Happy Birthday, Hector Lopez

Hector LopezHappy Birthday to my teammate, Hector Lopez, whose magnificent career as a major league baseball player crossed with mine for just one year.  His final season came in 1966, my rookie year.  I am fortunate to have had the opportunity to play with this Yankee great.  Headley started out, as many Yankees did, with the Kansas City Athletics.  He came to New York in a 1959 trade and retired there seven years later.  I met Headley for the first time during Spring Training 1966 in Fort Lauderdale.

The first game Hector and I played in together was on May 22, 1966, the second game of a Sunday doubleheader at Yankee Stadium against the Minnesota Twins.    I wasn’t pitching badly – I had only given up two hits before Tony Oliva tripled to lead off the fourth and Bob Allison hit a sacrifice fly to Mickey Mantle in center field, and we were losing 1-0.  Elston Howard doubled to left to lead off the eighth and Hector Lopez pinch hit for me.  Ralph Houk put Horace Clarke in to run for Ellie, and Hoss was able to get to second after Hector hit a deep shot to center.  Hoss scored on Roy White’s single, tying the game.  White advanced to second on Bobby Richardson’s hit, and scored on Joe Pepitone’s double to left. The Yankees won 2-1, my third career victory – in part thanks to Headley.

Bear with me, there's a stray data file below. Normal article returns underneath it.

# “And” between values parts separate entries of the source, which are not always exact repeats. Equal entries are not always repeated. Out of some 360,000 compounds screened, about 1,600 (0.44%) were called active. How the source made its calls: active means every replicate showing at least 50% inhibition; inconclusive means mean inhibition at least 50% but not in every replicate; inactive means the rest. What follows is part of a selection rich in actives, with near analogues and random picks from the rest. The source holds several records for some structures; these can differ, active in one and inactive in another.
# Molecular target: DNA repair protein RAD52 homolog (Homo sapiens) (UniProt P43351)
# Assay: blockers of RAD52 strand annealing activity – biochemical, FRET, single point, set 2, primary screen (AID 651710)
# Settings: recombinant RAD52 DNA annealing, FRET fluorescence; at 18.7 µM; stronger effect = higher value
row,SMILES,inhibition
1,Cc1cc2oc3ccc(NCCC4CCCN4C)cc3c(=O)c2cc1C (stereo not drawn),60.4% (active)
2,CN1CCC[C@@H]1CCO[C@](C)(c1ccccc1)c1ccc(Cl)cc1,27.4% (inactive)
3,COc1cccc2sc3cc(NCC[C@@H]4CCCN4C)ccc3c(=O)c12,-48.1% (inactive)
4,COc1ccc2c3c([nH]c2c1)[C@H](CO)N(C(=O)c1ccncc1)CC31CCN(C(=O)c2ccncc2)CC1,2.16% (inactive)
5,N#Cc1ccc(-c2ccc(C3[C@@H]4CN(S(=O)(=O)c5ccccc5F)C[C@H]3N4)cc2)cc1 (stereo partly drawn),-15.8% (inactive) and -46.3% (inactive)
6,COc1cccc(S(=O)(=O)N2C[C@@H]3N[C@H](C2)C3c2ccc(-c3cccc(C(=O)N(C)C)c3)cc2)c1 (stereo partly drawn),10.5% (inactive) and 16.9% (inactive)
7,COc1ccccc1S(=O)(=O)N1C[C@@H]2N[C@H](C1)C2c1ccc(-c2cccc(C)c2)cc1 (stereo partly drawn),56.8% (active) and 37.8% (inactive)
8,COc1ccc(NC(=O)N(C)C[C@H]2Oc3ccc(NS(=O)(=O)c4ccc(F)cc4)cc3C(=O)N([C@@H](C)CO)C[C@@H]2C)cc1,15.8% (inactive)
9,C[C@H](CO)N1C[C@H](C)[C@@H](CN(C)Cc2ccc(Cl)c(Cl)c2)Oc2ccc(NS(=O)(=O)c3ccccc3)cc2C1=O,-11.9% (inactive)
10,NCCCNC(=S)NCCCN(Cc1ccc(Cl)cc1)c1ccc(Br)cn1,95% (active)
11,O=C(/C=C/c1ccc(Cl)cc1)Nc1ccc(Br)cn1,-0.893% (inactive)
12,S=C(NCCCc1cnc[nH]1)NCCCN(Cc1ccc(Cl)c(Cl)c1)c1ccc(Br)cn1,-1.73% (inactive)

On August 4, 1966, we were playing the Angeles at Anaheim Stadium.  I was pitching and Headley was playing Right Field.  I remember the game because it was my worst performance of the season.  I have up two runs and two hits in the bottom of the first.  In the second, gave up a leadoff single to Buck Rodgers, who moved to second on Bobby Knoop’s single. They both advanced a base on Ed Kirkpatrick’s groundout.  Then the pitcher, Marcelino Lopez, hit an infield single, with Rodgers scoring and Knoop moving to third.  Jose Cardenal came to the plate with runners on first and third and one out and hit a triple to Headley in right field.  Headley misplayed the ball, removing the option of getting Jose at third.  Instead, two more runs scored.  Jay hit an RBI single and I was gone after 1 1/3 innings, having given up six runs.  So after Dooley Womack finishes the inning, Headley comes up to me in the dugout and apologizes for the play.  Imagine that, this classic Yankee apologizing to a rookie who just pitched horribly.  “Sorry, Peta,” he said.  “I owe you one.”  What a great guy!

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